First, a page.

Thursday, December 25, 2008

Christmas Carols

Last night I led the Christmas Carols in the Temple and for some reason I had left my guitar in "G" tuning instead of standard tuning. So when it finally came time to start playing, something was really wrong. I strummed the first chord of "Oh Come All Ye Faithful" and it sounded terrible. My friend Mark Billman was playing the cello and I just looked at him like I was in deep trouble. 

There were probably 75 people there and I was on the spot and at first I did not realize that I had chanted our daily morning hymm, the Sri Atma Gita, and that I always play that in this special tuning. So obviously I had to retune the whole guitar and it reminded me of one of my favorite poems, especially with so many people waiting.

The Guitarist Tunes Up

With what attentive courtesy he bent
Over his instrument;
Not as a lordly conquerer who could
Command both wire and wood,
But as a man with a loved woman might,
Inquiring with delight
What slight essential things she had to say
Before they started, he and she, to play.

Frances Darwin Cornford

Merry Christmas everyone.

Monday, December 22, 2008

Wieland Pug Mill -- Part 2

Here are the rest of the pictures. 

This is not a pugmill for someone who has no mechanical aptitude. I have had it apart and while I don't think that it will ever need to happen again, there is no guarantee. It is very, very sturdily built. 

This should go to someone who does not need a whole lot of clay at any one time, but who wants and will appreciate really nice clay. Again this is not a good pugmill for a large production studio because it is very slow. 

I am asking 2000.00 for it FOB Alachua, FL. 

Wieland Pug Mill

I have an old Wieland Pug Mill for sale and it will be an incredible pug mill for the right person.
It is a very heavy duty mostly stainless steel pugmill made by a small company in California. Charlie Wieland was kind of a genius/mad scientist who designed and built these pugmills and other pieces of pottery equipment. He is now retired. I think this one is from the 80's and I have had it since the early 90s. It cost 6500.00 when new. 

It has a 2 hp motor and it's very heavy and powerful. The clay that it makes is, in my opinion, better than the clay that I have gotten out of both my Bluebird and Venco pugmills, and is the best clay that I have ever used. It's very compressed and throws very well. You can wedge it but you don't really need to.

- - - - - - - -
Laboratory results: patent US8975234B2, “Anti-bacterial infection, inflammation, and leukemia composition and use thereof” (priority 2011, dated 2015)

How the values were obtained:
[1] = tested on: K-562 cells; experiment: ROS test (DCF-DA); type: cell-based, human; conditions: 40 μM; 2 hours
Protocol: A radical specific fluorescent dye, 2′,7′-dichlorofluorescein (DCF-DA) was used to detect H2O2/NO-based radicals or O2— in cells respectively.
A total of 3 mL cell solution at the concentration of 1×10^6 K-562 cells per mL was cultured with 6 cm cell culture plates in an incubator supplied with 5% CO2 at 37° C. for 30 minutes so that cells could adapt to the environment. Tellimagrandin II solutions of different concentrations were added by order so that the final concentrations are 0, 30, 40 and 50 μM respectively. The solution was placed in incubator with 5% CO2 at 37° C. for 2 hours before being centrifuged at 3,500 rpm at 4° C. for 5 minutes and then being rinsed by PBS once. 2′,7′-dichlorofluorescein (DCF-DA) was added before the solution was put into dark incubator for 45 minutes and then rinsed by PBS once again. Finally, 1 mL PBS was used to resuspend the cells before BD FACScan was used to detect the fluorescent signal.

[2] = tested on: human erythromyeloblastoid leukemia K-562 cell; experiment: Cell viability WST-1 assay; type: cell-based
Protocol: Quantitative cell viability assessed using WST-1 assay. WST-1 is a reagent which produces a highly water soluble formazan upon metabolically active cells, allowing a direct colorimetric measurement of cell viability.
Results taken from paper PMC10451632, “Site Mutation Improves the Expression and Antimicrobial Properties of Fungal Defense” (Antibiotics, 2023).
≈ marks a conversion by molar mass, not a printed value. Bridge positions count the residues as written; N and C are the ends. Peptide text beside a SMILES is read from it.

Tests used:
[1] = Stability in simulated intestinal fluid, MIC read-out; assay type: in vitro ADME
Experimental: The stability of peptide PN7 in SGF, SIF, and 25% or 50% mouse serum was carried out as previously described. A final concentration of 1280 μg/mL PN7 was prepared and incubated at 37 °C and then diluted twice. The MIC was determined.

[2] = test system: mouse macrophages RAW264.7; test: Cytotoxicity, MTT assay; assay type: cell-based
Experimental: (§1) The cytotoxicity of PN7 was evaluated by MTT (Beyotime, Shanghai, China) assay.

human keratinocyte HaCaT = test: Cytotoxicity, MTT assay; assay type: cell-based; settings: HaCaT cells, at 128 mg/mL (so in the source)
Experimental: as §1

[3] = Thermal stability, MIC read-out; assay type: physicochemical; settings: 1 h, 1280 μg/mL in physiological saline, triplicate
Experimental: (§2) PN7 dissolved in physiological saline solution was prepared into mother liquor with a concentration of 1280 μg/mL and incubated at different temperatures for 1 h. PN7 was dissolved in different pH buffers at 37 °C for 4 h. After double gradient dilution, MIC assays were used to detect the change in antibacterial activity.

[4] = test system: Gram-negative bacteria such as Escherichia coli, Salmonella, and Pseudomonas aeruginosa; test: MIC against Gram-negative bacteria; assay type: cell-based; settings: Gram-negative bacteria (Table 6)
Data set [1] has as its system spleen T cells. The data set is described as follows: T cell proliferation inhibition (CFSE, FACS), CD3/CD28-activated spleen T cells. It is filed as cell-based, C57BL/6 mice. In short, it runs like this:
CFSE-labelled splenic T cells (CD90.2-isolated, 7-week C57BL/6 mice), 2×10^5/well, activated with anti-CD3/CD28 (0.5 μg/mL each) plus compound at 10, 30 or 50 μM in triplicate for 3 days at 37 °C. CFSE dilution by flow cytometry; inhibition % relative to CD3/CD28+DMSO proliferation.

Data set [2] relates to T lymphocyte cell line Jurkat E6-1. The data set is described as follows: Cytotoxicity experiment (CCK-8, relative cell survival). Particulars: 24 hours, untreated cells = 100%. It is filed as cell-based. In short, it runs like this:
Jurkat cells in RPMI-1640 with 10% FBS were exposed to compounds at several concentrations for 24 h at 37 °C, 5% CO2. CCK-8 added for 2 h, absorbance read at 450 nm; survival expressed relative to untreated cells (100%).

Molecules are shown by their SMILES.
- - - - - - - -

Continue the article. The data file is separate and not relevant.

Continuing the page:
The Wieland however pugs very slowly. When the 4 inch nozzle is on the pugmill, the clay comes out at about 12 inches a minute, so this is not a high volume pugmill. You get incredibly compressed clay but very slowly. 

The pugmill is on wheels so that it rolls around easily. There was a vacuum pump that came with it but it stopped working really well and I bought a  vacuum pump to replace it. It is virtually brand new. 

The clay comes in at the top, is extruded towards the chamber, and then falls through the  vacuum chamber and is finally extruded through a nozzle at the bottom. If you have a good vacuum, the clay is very compressed.

The augers are stainless steel and a material that Charlie called tabular alumina. I never got any rust stuff in my porcelain but there is one place where the clay could touch regular steel.

I could not get all the pictures of the pugmill in this one post so I will post the rest of the pictures in the next post. 

Thursday, December 18, 2008

Bison Tools

It has been a long time since I have posted and the flu is one of the main reasons. It just has hung on for so long. Hopefully it is mostly gone. I do feel better and energy is returning.

There is also the fact that Christmas is just around the corner and I have not really done anything in the way of shopping. Fortunately I have been the target of some Christmas shopping but less than the last few years.

Ever since sometime in the 80s I have been using Phil Poburka's Bison Tools. Here is a photo of my first pair which lasted about 12 years. They are on their way back to Phil to have new blades put on them so they will be good as new. 

The bottom photo shows what happens if one of these babies is dropped. Fortunately this one can be fixed, or at least I hope it can. 

There is another one on its way that will not be able to be fixed and will have to have a new blade altogether.

These tools are expensive but they save so much time because they stay sharp even when working with porcelain. You can use them for years before they need to be sharpened.